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BREXIT
Policy analysis from the Centre for Economic Performance

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CEP BREXIT Analysis
The UK Treasury analysis of 'The long-term economic impact of EU membership and the alternatives': CEP Commentary
Swati Dhingra, Gianmarco Ottaviano, Thomas Sampson and John Van Reenen April 2016
Paper No' CEPBREXIT04:
Read Abstract | Full Paper (pdf)

Tags: brexit; hm treasury; eu referendum; uk politics; uk economy; europe; trade; canada

Press Release - Thursday 21st April 2016

True long-run costs of Brexit likely to be higher than Treasury estimates

Commentary from the Centre for Economic Performance

Overly cautious assumptions in the Treasury's recent report on the long-run consequences for the UK economy of leaving the European Union (EU) mean that it has probably underestimated the economic costs. That is one of the conclusions in a commentary on the Treasury's analysis published today by the Centre for Economic Performance (CEP) at the London School of Economics.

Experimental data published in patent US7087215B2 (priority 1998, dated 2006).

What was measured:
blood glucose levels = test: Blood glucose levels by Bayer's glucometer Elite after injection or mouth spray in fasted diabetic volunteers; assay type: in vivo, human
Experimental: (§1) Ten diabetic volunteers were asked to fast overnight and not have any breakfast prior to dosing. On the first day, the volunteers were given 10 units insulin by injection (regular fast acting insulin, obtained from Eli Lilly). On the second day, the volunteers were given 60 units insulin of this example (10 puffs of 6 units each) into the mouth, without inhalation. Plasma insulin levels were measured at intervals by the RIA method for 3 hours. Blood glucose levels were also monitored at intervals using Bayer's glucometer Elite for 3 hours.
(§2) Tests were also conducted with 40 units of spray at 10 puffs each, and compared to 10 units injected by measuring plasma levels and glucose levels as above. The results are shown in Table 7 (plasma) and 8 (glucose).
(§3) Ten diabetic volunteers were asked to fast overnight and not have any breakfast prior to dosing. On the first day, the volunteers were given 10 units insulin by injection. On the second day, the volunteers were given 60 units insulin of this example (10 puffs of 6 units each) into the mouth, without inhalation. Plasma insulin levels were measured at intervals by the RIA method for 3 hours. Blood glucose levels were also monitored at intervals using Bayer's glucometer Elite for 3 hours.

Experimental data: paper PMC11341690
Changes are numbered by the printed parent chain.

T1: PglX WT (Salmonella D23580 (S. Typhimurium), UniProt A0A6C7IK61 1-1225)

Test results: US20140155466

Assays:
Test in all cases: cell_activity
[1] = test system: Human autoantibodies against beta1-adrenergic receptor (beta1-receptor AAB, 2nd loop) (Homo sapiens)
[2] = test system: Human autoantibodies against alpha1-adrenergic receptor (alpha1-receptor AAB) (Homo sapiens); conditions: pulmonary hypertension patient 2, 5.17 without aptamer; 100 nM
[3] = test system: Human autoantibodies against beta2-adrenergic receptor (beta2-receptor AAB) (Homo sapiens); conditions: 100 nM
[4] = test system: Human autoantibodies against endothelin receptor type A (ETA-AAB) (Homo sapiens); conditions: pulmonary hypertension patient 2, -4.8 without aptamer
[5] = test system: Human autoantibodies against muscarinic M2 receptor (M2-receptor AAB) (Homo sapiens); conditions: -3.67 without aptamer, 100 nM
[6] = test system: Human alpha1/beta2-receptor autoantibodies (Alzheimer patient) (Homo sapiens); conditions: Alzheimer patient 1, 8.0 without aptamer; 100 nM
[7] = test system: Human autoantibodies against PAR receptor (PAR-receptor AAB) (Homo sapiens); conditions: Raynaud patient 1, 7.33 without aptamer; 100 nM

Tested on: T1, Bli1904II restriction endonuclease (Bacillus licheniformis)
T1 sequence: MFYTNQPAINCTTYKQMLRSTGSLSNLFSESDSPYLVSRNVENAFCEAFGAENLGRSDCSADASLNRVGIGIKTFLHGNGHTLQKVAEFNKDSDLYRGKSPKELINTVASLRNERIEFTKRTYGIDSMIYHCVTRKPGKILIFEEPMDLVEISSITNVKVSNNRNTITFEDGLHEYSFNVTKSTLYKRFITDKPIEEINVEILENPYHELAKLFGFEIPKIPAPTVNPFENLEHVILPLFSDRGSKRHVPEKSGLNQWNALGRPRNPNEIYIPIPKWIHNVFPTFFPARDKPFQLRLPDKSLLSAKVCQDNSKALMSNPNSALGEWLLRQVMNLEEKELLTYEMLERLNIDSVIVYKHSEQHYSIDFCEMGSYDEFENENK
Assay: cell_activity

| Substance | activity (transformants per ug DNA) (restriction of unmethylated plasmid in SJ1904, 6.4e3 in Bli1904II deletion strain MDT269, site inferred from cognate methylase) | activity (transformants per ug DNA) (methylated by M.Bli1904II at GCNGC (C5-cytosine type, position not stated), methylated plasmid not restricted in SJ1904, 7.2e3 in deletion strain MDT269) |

Forecasting the economic consequences of Brexit is a difficult challenge and all estimates will be subject to a degree of uncertainty. But the CEP research team's overall assessment is that the Treasury Report is a credible analysis, which, for the most part, uses the best available estimation methods.

The Report's headline forecast that Brexit would reduce long-run UK GDP by 6.2% in the Treasury's central case of a Canadian-style negotiated bilateral trade deal is broadly consistent with CEP's previous work and many other independent estimates. For example, CEP's dynamic estimates of the cost of Brexit indicate a GDP loss of 6.3% to 9.5% in the case of the UK moving from the EU to European Free Trade Association. Treasury estimates are at the lower end of this range.

CEP director Professor John Van Reenen concludes:
"The Treasury's findings reinforce the academic and business consensus that Brexit would make the UK significantly poorer. The Report is a serious contribution to the debate."

Swati Dhingra said:
"The Treasury Report looks at the realistic options the UK will face after Brexit and the cost of each. It takes a conservative approach to the potential costs."


For further information, contact:

Swati Dhingra on +44 (0)20 7955 7804, Email: s.dhingra@lse.ac.uk

John Van Reenen on +44(0)7803 614137 / +44 (0)20 7955 7049, Email: j.vanreenen@lse.ac.uk

Helen Durrant on +44 (0)20 7955 7395; Email: h.durrant@lse.ac.uk

Romesh Vaitilingam on +44(0)7768 661095, Email: romesh@vaitilingam.com